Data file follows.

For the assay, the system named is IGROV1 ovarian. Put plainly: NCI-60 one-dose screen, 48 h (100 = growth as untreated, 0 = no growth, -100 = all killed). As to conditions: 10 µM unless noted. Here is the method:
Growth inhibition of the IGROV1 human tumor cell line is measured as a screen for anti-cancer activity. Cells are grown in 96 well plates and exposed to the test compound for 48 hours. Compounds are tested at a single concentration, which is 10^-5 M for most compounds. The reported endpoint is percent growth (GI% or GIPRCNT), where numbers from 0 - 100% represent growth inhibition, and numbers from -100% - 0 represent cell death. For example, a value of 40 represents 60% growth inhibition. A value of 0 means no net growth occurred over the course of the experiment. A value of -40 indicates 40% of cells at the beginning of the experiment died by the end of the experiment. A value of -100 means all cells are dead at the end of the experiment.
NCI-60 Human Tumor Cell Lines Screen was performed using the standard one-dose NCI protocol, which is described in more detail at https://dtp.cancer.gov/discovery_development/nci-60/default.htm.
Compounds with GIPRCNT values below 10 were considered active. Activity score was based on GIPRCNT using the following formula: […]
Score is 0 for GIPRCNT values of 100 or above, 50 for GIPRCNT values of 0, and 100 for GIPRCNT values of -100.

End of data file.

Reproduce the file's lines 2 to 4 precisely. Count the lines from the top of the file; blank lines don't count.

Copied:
Growth inhibition of the IGROV1 human tumor cell line is measured as a screen for anti-cancer activity. Cells are grown in 96 well plates and exposed to the test compound for 48 hours. Compounds are tested at a single concentration, which is 10^-5 M for most compounds. The reported endpoint is percent growth (GI% or GIPRCNT), where numbers from 0 - 100% represent growth inhibition, and numbers from -100% - 0 represent cell death. For example, a value of 40 represents 60% growth inhibition. A value of 0 means no net growth occurred over the course of the experiment. A value of -40 indicates 40% of cells at the beginning of the experiment died by the end of the experiment. A value of -100 means all cells are dead at the end of the experiment.
NCI-60 Human Tumor Cell Lines Screen was performed using the standard one-dose NCI protocol, which is described in more detail at https://dtp.cancer.gov/discovery_development/nci-60/default.htm.
Compounds with GIPRCNT values below 10 were considered active. Activity score was based on GIPRCNT using the following formula: […]